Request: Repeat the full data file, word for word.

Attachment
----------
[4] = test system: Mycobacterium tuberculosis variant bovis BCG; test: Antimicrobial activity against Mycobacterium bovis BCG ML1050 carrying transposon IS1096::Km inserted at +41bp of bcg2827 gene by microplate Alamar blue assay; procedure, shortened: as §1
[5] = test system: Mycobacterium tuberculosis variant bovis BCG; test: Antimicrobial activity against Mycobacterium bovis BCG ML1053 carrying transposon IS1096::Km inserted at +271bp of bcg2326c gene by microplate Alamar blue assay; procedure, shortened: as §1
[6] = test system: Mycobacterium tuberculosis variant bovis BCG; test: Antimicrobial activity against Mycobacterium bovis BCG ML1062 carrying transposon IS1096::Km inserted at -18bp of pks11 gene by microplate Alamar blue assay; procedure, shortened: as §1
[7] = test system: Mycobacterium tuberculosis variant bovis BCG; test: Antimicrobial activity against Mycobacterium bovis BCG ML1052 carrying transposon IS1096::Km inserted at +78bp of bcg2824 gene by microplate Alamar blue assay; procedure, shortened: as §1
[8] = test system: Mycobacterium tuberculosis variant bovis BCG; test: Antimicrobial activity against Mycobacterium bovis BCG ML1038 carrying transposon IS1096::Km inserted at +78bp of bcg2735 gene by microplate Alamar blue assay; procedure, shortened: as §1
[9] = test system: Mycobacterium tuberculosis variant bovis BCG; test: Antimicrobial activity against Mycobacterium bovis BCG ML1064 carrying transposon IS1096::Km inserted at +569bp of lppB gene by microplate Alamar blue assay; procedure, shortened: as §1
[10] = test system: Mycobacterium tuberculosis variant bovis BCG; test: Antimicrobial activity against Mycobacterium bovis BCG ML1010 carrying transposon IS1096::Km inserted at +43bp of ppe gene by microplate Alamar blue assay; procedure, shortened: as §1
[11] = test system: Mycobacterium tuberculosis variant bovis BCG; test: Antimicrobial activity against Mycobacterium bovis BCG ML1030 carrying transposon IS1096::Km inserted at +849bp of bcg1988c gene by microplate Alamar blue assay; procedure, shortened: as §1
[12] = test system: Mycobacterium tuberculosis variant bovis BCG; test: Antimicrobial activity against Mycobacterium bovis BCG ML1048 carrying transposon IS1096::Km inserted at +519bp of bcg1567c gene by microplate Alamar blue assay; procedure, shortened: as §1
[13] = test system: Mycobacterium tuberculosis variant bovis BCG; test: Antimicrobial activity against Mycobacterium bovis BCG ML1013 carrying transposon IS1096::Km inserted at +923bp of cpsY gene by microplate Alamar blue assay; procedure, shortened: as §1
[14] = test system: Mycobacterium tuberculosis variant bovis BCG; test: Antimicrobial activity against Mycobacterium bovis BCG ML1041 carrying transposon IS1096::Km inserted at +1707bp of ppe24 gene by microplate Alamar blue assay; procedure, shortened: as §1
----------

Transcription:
[4] = test system: Mycobacterium tuberculosis variant bovis BCG; test: Antimicrobial activity against Mycobacterium bovis BCG ML1050 carrying transposon IS1096::Km inserted at +41bp of bcg2827 gene by microplate Alamar blue assay; procedure, shortened: as §1
[5] = test system: Mycobacterium tuberculosis variant bovis BCG; test: Antimicrobial activity against Mycobacterium bovis BCG ML1053 carrying transposon IS1096::Km inserted at +271bp of bcg2326c gene by microplate Alamar blue assay; procedure, shortened: as §1
[6] = test system: Mycobacterium tuberculosis variant bovis BCG; test: Antimicrobial activity against Mycobacterium bovis BCG ML1062 carrying transposon IS1096::Km inserted at -18bp of pks11 gene by microplate Alamar blue assay; procedure, shortened: as §1
[7] = test system: Mycobacterium tuberculosis variant bovis BCG; test: Antimicrobial activity against Mycobacterium bovis BCG ML1052 carrying transposon IS1096::Km inserted at +78bp of bcg2824 gene by microplate Alamar blue assay; procedure, shortened: as §1
[8] = test system: Mycobacterium tuberculosis variant bovis BCG; test: Antimicrobial activity against Mycobacterium bovis BCG ML1038 carrying transposon IS1096::Km inserted at +78bp of bcg2735 gene by microplate Alamar blue assay; procedure, shortened: as §1
[9] = test system: Mycobacterium tuberculosis variant bovis BCG; test: Antimicrobial activity against Mycobacterium bovis BCG ML1064 carrying transposon IS1096::Km inserted at +569bp of lppB gene by microplate Alamar blue assay; procedure, shortened: as §1
[10] = test system: Mycobacterium tuberculosis variant bovis BCG; test: Antimicrobial activity against Mycobacterium bovis BCG ML1010 carrying transposon IS1096::Km inserted at +43bp of ppe gene by microplate Alamar blue assay; procedure, shortened: as §1
[11] = test system: Mycobacterium tuberculosis variant bovis BCG; test: Antimicrobial activity against Mycobacterium bovis BCG ML1030 carrying transposon IS1096::Km inserted at +849bp of bcg1988c gene by microplate Alamar blue assay; procedure, shortened: as §1
[12] = test system: Mycobacterium tuberculosis variant bovis BCG; test: Antimicrobial activity against Mycobacterium bovis BCG ML1048 carrying transposon IS1096::Km inserted at +519bp of bcg1567c gene by microplate Alamar blue assay; procedure, shortened: as §1
[13] = test system: Mycobacterium tuberculosis variant bovis BCG; test: Antimicrobial activity against Mycobacterium bovis BCG ML1013 carrying transposon IS1096::Km inserted at +923bp of cpsY gene by microplate Alamar blue assay; procedure, shortened: as §1
[14] = test system: Mycobacterium tuberculosis variant bovis BCG; test: Antimicrobial activity against Mycobacterium bovis BCG ML1041 carrying transposon IS1096::Km inserted at +1707bp of ppe24 gene by microplate Alamar blue assay; procedure, shortened: as §1